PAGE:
Physicists have developed an innovative method that could enable the efficient use of nanocomponents in electronic circuits. To achieve this, they have developed a layout in which a nanocomponent is connected to two electrical conductors, which uncouple the electrical signal in a highly efficient manner. The scientists at the Department of Physics and the Swiss Nanoscience Institute at the University of Basel have published their results in the scientific journal “Nature Communications” together with their colleagues from ETH Zurich.

Electronic components are becoming smaller and smaller. Components measuring just a few nanometers – the size of around ten atoms – are already being produced...

Im Focus: IoT-based Advanced Automobile Parking Navigation System

Development and implementation of an advanced automobile parking navigation platform for parking services

To fulfill the requirements of the industry, PolyU researchers developed the Advanced Automobile Parking Navigation Platform, which includes smart devices,...

Im Focus: First electrical car ferry in the world in operation in Norway now

  • Siemens delivers electric propulsion system and charging stations with lithium-ion batteries charged from hydro power
  • Ferry only uses 150 kilowatt hours (kWh) per route and reduces cost of fuel by 60 percent
  • Milestone on the road to operating emission-free ferries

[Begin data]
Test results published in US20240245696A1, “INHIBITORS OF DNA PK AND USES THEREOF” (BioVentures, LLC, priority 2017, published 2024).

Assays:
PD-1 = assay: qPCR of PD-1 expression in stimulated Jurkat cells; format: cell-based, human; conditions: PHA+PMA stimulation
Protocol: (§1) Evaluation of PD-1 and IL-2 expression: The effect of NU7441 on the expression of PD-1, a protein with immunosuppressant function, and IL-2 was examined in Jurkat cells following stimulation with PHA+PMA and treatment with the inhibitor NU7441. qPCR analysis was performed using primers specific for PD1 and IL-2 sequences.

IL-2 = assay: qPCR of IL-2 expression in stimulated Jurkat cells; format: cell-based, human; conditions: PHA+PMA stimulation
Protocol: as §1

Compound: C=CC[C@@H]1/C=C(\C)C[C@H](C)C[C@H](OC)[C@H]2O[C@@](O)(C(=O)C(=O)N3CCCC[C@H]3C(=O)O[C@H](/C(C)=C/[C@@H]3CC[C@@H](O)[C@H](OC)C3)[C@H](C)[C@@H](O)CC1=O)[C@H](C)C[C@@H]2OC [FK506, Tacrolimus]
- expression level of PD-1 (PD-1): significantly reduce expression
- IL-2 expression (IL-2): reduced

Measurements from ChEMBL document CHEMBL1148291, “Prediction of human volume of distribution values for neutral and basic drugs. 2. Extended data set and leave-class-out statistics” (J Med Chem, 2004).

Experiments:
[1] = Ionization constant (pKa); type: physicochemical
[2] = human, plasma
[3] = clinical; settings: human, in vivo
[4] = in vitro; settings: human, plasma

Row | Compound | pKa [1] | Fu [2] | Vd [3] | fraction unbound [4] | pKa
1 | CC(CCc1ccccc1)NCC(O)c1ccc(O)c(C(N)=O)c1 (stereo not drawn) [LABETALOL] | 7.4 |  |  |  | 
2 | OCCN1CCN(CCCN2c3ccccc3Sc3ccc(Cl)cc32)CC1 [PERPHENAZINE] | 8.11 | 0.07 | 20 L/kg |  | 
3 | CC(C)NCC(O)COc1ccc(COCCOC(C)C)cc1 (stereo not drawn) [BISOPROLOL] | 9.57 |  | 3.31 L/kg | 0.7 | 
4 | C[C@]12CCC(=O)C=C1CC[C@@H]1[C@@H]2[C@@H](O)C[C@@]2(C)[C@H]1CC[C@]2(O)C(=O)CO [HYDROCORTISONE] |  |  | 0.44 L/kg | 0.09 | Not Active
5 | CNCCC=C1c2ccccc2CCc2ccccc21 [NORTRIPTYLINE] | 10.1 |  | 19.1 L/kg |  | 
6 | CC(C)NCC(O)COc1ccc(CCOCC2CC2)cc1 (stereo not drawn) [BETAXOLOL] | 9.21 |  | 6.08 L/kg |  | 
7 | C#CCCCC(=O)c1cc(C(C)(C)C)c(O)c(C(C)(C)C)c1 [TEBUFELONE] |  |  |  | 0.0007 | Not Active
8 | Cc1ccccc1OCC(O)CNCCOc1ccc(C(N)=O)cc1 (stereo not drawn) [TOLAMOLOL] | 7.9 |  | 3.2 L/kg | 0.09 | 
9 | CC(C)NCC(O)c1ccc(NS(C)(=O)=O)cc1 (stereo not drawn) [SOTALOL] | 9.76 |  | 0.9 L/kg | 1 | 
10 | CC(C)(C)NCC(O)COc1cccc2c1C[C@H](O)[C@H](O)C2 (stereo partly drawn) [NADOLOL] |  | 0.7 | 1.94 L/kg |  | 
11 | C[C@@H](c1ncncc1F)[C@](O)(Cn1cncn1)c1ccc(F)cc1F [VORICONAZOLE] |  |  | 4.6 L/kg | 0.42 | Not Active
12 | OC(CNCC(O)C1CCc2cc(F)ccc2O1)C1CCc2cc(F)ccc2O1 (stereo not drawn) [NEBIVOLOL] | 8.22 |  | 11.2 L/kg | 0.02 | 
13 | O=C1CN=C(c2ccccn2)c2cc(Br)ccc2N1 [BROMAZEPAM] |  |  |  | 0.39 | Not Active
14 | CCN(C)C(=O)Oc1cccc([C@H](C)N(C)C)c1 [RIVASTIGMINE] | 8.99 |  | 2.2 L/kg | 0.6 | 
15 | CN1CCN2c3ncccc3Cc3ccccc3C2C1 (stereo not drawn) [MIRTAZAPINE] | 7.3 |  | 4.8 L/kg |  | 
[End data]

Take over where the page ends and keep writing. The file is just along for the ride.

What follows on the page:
The world's first electrical car and passenger ferry powered by batteries has entered service in Norway. The ferry only uses 150 kWh per route, which...

Im Focus: Into the ice – RV Polarstern opens the arctic season by setting course for Spitsbergen

On Tuesday, 19 May 2015 the research icebreaker Polarstern will leave its home port in Bremerhaven, setting a course for the Arctic. Led by Dr Ilka Peeken from the Alfred Wegener Institute, Helmholtz Centre for Polar and Marine Research (AWI) a team of 53 researchers from 11 countries will investigate the effects of climate change in the Arctic, from the surface ice floes down to the seafloor.

RV Polarstern will enter the sea-ice zone north of Spitsbergen. Covering two shallow regions on their way to deeper waters, the scientists on board will focus...

Im Focus: Gel filled with nanosponges cleans up MRSA infections

Nanoengineers at the University of California, San Diego developed a gel filled with toxin-absorbing nanosponges that could lead to an effective treatment for skin and wound infections caused by MRSA (methicillin-resistant Staphylococcus aureus), an antibiotic-resistant bacteria. This "nanosponge-hydrogel" minimized the growth of skin lesions on mice infected with MRSA - without the use of antibiotics. The researchers recently published their findings online in Advanced Materials.

To make the nanosponge-hydrogel, the team mixed nanosponges, which are nanoparticles that absorb dangerous toxins produced by MRSA, E. coli and other...

All Focus news of the innovation-report >>>

Anzeige

Anzeige

Event News

International symposium: trends in spatial analysis and modelling for a more sustainable land use

20.05.2015 | Event News

15th conference of the International Association of Colloid and Interface Scientists

18.05.2015 | Event News

EHFG 2015: Securing health in Europe. Balancing priorities, sharing responsibilities

12.05.2015 | Event News

 
Latest News

Mesoporous Particles for the Development of Drug Delivery System Safe to Human Bodies

22.05.2015 | Materials Sciences

Computing at the Speed of Light

22.05.2015 | Information Technology

Development of Gold Nanoparticles That Control Osteogenic Differentiation of Stem Cells

22.05.2015 | Materials Sciences

VideoLinks
B2B-VideoLinks
More VideoLinks >>>